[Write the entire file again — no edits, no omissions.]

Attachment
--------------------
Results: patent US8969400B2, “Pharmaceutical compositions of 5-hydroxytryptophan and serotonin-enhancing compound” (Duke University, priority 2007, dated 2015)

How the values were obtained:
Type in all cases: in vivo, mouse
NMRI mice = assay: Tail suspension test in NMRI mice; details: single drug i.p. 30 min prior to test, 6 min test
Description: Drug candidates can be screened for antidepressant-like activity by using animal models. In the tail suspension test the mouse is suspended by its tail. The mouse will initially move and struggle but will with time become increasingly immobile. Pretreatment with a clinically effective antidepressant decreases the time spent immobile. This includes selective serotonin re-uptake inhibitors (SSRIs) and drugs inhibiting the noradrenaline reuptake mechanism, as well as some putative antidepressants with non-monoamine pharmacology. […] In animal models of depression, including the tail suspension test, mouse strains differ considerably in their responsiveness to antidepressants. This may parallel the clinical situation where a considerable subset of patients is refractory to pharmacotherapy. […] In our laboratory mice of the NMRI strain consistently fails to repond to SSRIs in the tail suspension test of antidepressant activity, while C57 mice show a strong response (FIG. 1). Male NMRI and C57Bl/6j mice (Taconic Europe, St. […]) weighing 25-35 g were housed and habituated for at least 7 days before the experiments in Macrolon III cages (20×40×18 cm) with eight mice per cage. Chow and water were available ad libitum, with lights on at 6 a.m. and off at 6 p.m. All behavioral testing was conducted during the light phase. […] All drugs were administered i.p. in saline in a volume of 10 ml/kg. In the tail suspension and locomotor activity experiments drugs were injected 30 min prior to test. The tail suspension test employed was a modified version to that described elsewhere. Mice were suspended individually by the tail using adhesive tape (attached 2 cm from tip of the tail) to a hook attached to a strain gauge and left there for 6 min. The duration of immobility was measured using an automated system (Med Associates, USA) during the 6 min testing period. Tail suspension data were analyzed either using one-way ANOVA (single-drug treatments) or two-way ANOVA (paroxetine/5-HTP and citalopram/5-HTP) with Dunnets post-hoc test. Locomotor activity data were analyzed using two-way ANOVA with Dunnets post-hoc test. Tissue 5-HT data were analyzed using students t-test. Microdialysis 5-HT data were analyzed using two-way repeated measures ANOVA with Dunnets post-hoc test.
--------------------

Results: patent US8969400B2, “Pharmaceutical compositions of 5-hydroxytryptophan and serotonin-enhancing compound” (Duke University, priority 2007, dated 2015)

How the values were obtained:
Type in all cases: in vivo, mouse
NMRI mice = assay: Tail suspension test in NMRI mice; details: single drug i.p. 30 min prior to test, 6 min test
Description: Drug candidates can be screened for antidepressant-like activity by using animal models. In the tail suspension test the mouse is suspended by its tail. The mouse will initially move and struggle but will with time become increasingly immobile. Pretreatment with a clinically effective antidepressant decreases the time spent immobile. This includes selective serotonin re-uptake inhibitors (SSRIs) and drugs inhibiting the noradrenaline reuptake mechanism, as well as some putative antidepressants with non-monoamine pharmacology. […] In animal models of depression, including the tail suspension test, mouse strains differ considerably in their responsiveness to antidepressants. This may parallel the clinical situation where a considerable subset of patients is refractory to pharmacotherapy. […] In our laboratory mice of the NMRI strain consistently fails to repond to SSRIs in the tail suspension test of antidepressant activity, while C57 mice show a strong response (FIG. 1). Male NMRI and C57Bl/6j mice (Taconic Europe, St. […]) weighing 25-35 g were housed and habituated for at least 7 days before the experiments in Macrolon III cages (20×40×18 cm) with eight mice per cage. Chow and water were available ad libitum, with lights on at 6 a.m. and off at 6 p.m. All behavioral testing was conducted during the light phase. […] All drugs were administered i.p. in saline in a volume of 10 ml/kg. In the tail suspension and locomotor activity experiments drugs were injected 30 min prior to test. The tail suspension test employed was a modified version to that described elsewhere. Mice were suspended individually by the tail using adhesive tape (attached 2 cm from tip of the tail) to a hook attached to a strain gauge and left there for 6 min. The duration of immobility was measured using an automated system (Med Associates, USA) during the 6 min testing period. Tail suspension data were analyzed either using one-way ANOVA (single-drug treatments) or two-way ANOVA (paroxetine/5-HTP and citalopram/5-HTP) with Dunnets post-hoc test. Locomotor activity data were analyzed using two-way ANOVA with Dunnets post-hoc test. Tissue 5-HT data were analyzed using students t-test. Microdialysis 5-HT data were analyzed using two-way repeated measures ANOVA with Dunnets post-hoc test.